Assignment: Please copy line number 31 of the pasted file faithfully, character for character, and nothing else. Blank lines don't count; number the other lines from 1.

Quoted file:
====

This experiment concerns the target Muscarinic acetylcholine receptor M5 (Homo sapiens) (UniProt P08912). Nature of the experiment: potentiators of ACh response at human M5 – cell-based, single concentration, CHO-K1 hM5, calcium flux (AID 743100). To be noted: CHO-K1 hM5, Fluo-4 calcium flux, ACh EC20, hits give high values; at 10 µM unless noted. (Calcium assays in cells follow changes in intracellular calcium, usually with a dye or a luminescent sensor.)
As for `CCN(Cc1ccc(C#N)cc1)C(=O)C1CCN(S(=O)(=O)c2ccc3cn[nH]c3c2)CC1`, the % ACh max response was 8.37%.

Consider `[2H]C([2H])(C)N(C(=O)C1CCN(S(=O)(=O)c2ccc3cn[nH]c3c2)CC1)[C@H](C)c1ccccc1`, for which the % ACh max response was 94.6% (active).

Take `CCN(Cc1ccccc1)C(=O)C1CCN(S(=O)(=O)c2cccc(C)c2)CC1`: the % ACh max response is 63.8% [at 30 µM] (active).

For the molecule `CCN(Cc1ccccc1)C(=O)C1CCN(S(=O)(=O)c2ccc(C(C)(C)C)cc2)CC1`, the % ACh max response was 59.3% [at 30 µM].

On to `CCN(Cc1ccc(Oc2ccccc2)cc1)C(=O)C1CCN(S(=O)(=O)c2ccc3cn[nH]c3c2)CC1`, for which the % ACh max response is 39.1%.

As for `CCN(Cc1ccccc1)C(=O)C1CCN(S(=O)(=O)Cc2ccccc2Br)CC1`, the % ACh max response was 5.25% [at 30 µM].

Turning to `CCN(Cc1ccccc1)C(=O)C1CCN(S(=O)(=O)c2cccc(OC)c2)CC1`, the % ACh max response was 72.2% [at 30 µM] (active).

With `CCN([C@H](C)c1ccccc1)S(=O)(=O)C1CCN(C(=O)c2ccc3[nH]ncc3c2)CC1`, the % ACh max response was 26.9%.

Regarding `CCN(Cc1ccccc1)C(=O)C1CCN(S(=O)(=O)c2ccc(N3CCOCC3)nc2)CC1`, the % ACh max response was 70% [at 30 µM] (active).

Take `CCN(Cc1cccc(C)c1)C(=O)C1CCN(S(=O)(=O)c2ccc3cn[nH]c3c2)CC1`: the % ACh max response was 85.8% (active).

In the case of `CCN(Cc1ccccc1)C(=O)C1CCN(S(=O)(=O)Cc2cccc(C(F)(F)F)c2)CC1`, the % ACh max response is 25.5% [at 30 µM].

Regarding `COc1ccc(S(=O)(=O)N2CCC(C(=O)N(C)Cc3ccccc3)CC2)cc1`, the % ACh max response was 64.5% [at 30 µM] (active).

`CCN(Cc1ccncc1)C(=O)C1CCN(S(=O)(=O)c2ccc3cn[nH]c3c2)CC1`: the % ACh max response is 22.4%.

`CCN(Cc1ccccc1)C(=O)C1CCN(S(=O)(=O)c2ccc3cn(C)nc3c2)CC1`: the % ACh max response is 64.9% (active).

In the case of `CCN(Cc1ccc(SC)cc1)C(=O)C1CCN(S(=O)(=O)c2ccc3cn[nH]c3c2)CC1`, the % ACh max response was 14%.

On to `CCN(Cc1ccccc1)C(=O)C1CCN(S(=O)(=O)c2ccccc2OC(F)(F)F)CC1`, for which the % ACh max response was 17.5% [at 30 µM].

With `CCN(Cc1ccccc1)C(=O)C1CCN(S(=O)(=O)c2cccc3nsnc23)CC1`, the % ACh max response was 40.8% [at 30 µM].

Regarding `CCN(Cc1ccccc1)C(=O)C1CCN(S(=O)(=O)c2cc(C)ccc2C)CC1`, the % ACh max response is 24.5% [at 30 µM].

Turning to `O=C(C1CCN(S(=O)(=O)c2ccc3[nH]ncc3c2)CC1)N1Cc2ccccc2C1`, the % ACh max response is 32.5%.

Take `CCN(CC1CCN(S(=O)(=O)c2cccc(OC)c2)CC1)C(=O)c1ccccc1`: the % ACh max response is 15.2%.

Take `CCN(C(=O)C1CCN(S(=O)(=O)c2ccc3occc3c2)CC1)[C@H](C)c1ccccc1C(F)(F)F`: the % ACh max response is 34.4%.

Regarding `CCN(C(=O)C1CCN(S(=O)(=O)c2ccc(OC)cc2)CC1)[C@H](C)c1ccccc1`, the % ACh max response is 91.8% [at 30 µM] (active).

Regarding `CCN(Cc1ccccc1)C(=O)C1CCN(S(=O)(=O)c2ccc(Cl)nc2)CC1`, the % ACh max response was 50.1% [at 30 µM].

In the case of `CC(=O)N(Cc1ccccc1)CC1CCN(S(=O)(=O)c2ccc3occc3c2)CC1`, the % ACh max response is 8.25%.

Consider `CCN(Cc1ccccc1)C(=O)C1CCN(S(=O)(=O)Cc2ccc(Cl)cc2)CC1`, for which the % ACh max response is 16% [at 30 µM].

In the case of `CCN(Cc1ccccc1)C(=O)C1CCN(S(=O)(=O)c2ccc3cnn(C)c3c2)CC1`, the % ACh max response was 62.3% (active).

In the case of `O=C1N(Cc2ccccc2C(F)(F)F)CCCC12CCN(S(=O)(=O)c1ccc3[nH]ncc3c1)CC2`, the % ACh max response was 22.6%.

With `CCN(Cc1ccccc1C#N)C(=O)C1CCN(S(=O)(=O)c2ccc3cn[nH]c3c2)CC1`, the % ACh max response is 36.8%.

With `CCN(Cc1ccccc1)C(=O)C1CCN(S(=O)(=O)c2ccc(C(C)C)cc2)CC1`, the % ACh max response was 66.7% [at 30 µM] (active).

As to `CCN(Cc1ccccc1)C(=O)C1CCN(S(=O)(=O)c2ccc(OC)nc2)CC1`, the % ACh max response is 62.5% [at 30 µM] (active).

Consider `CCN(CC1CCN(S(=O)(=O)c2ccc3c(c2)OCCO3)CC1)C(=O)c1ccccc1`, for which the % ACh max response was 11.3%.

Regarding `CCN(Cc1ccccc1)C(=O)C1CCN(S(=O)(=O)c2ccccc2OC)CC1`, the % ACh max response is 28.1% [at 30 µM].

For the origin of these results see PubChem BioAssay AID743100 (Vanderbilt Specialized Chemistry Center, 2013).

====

As to `CCN(Cc1ccccc1)C(=O)C1CCN(S(=O)(=O)c2ccc(OC)nc2)CC1`, the % ACh max response is 62.5% [at 30 µM] (active).